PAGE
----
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Although financial services are most likely to be targeted, 24% reporting on multiple occasions

As the number of cyberattacks around the world increases, the public grows more aware of what these incidents mean for their personal data. As a result, the pressure on organisations to protect customer data and defend against attacks is mounting. Employee behaviour has a significant impact on cybersecurity postures, with stress having a particularly negative effect. A recent study by Webroot found that 74% of SMBs in the financial sector believe that stressed workers are putting their business at more risk, while stress in the financial sector is the highest it’s been since the 2008 financial crisis.

Financial services organisations hold and process a vast quantity of sensitive data and this report raises concerns on how well these businesses can defend against attacks. Stressed and time-poor employees are more likely to make mistakes and click malicious links, putting the organisation at risk.

Luckily, the level of investment that SMBs make in cybersecurity is growing. The report found that over half (54%) of SMBs within the financial sector devote more of their annual turnover (6%-20%) to cybersecurity spend compared to other industries. However, this investment may not be enough to make up for human error, which can be exacerbated in high-pressure environments.

To protect against attacks, SMBs must first identify the factors that can lead to a data breach, such as over-worked employees and a lack of cyber security education and awareness across departments.

Highlights from Webroot’s financial SMB research:

  • 74% say that stressed workers put their business at more risk
  • 78% believe their business is at risk due to employees’ lack of security knowledge
  • 51% say a data breach would put their business at risk of closure
  • 61% say profits would take a hit as a result of cybersecurity incidents
  • Yet, 65% believe their small size helps them react quicker to industry or political change, creating an opportunity for SMBs to lead the market

To ensure a robust cybersecurity posture, Webroot has created a list of cybersecurity tips for FS SMBs, designed to reduce risk and increase compliance in an increasingly regulated financial sector:

  • Always educate. Security awareness training can’t be a simple tick-box activity for SMBs. It needs to be continual, so cybersecurity stays top-of-mind and user error is minimised. Attention also needs to be paid to the method of delivery. Micro learning, or short courses about five to ten minutes each, is a best practice among e-learning specialists when it comes to information retention and attention span.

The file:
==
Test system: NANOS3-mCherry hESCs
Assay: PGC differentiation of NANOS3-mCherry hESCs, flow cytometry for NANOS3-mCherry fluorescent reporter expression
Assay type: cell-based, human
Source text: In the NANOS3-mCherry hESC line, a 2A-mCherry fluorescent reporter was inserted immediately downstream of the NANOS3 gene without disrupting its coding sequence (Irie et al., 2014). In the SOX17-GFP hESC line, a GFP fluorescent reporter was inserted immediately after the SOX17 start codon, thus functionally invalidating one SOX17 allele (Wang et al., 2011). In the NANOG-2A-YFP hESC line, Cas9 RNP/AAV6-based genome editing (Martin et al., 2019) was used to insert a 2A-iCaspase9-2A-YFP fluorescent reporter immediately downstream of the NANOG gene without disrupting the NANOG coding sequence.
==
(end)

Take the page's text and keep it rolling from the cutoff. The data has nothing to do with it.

• Take a layered approach. SMBs need to leverage both next-generation endpoint protection and network protection toensure they are covering the gaps that cybercriminals and hackers deploy to compromise businesses.
  • Know the signs. Phishing is a favourite technique amongst attackers. Make sure employees are confident in identifying the different types of attack. Security awareness training that incorporates phishing simulations, ensures that people, processes, and technology are all harnessed effectively together to stop cybercriminals.
  • Assess your risk profile. Every business has different risk factors. If you don’t have the expertise, get an independent security audit or your MSP to help assess your security posture. Work to develop a plan for adequate ongoing risk mitigation. Look at your GDPR exposure and follow guidelines to ensure the appropriate mitigation criteria are met.
  • Plan for the worst. Create a data breach response plan that identifies specific security experts to call and a communications response plan to notify customers, staff and the public. Have a backup and recovery strategy.

Attacks on financial services SMBs can disrupt an organisation to the point of bankruptcy. To help combat this, both prevention and protection must be put in place – online and in the form of employee training to increase awareness of attacks such as phishing. Organisations must also put processes in place to mitigate risky employee behaviour at times of high stress. This approach reduces the risk of a successful cyberattack, ultimately protecting financial organisations and their customers’ valuable assets.

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